Well 12% lower electricity prices could be a start. The Liberals should look at how higher electricity prices in South Australia are driving businesses out of the state. The Independent Electricity System Operator said yesterday that “there are other means of meeting future energy supply and capacity needs at materially lower costs than long-term contracts that lock in the prices paid for these resources.

The German contractor needs better lawyers if this is a problem:

The CEO of wind turbine contractor WPD in Germany said in an open letter that it stands to lose up to $100mn on the cancellation of the White Pines project (which residents strongly opposed) for 9 wind turbines which commenced in 2009 yet is still not completed. A turbine a year? That’s a jobs creation scheme…stretch it out for as long as possible to fudge the employment numbers (at taxpayers expense). Did WPD just expect that Wynne would win another term hence not needing to lock down contract terms that covered risk of this sort. Where is the “based on clause 7, section 3 we will seek full compensation for your action.”? Why not mention that in the letter?

Fears of renewable job losses:

All this nonsense about green jobs creation is farcical. The Australian Bureau of Statistics (ABS) renewable employment figures which showed all states seeing declines. By state, South Australia has seen a 65% fall in green jobs since the peak in 2011/12. Victoria down 46%, Queensland down 49%, NSW down 32% & WA down 55%. The problem with green jobs is they are not sustainable.

Premier Doug Ford sacked Hydro One CEO Mayo Schmidt (whom he promised to fire at the June 7 election), a man he dubbed “the $6 million dollar man”without the expected $10.7 million severance payment (reduced to $400,000) and is replacing the company’s board of directors.

Let’s not forget Ford annihilated Liberal Kathy Wynne so badly her party can’t even serve in parliament. While liberals were complaining Ford won it for being a white heterosexual male they overlooked that most constituents which gave Liberals 15 years to show something were sick of being taken for mugs. High electricity prices were a major campaign issue.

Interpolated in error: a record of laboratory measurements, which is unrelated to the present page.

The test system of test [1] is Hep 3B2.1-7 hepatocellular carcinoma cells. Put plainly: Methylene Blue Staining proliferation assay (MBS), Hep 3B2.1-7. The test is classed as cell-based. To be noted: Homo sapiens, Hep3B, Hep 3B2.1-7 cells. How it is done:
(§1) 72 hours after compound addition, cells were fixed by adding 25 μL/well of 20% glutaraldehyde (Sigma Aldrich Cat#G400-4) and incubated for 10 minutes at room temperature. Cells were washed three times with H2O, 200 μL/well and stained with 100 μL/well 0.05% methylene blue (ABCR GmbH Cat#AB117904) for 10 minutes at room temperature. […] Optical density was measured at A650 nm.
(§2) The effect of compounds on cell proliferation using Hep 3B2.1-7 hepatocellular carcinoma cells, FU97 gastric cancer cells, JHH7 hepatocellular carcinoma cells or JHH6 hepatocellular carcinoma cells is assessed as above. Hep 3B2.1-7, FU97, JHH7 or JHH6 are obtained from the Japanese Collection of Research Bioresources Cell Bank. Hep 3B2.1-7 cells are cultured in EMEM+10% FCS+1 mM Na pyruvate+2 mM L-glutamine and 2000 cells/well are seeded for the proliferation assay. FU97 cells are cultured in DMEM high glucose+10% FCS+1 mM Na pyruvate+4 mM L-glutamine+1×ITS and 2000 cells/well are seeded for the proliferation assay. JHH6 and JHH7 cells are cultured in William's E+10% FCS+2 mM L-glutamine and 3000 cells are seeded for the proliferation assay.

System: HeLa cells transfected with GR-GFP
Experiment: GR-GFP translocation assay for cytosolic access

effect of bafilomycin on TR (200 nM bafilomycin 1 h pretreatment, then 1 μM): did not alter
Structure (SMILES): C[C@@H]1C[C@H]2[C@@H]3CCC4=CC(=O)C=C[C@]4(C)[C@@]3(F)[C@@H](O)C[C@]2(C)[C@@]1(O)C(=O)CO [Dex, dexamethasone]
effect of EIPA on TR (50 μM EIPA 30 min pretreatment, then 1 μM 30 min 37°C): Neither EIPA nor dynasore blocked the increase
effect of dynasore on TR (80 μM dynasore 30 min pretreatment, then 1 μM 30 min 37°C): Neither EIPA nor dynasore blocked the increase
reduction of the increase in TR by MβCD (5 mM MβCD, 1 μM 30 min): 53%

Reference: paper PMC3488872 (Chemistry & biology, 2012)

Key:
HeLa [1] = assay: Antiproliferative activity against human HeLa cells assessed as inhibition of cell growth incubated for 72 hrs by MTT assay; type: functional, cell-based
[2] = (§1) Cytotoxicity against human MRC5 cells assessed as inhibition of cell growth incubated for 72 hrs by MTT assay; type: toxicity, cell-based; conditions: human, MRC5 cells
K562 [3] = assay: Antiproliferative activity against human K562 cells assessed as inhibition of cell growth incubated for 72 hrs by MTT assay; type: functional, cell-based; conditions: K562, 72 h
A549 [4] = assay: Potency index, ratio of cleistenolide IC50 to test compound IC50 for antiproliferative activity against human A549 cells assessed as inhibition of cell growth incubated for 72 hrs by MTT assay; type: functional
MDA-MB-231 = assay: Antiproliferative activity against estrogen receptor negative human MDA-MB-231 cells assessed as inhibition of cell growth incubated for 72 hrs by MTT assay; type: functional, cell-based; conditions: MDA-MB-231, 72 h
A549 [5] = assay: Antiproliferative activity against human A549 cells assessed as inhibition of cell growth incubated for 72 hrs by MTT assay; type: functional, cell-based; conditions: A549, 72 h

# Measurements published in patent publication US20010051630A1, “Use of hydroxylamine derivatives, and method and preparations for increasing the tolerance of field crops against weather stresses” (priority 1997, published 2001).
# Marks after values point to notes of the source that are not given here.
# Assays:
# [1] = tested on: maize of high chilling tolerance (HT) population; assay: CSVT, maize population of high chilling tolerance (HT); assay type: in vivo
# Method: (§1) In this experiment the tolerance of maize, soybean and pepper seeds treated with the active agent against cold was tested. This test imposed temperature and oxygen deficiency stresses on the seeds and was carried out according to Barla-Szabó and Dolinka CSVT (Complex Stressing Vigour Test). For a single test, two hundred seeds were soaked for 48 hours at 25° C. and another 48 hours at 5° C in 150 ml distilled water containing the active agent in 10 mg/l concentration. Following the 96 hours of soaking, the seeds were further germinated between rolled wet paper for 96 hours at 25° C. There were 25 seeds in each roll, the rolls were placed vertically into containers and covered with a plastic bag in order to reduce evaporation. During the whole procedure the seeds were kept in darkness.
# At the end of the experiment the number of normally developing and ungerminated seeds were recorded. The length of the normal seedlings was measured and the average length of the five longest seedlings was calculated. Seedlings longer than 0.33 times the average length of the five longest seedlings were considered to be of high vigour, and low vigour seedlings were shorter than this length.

An IPSOS poll taken before the poll showed that the Liberals polled “zero” for leading on any issues with respect to economy, energy costs, healthcare, taxes, education, minorities or any other issue…The Ontario Progressive Conservatives were polled as having the best policies for economy, energy and taxes. Just goes to show when you listen to the electorate and actually enact on promises they amazingly like it and can win office.

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Power prices hit $1200/kWh in SA

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When the wind doesn’t blow, South Australia’s 40% reliance on renewables gets exposed for it’s Achilles heel – lunatic power prices. At one stage today, power prices hit twelve hundred dollars ($1200) a kWh. Put into layman’s terms, if you accidentally left the porch lights on when you went to work and they were powered by two 100 watt light bulbs, in 10 hours each would rack up 1 kWh of energy. So that little mistake would cost $2,400 at those prices! So much for Elon Musk’s mega battery saving the day for South Australians during power shortages. No wonder Jay Weatherill’s government was turfed.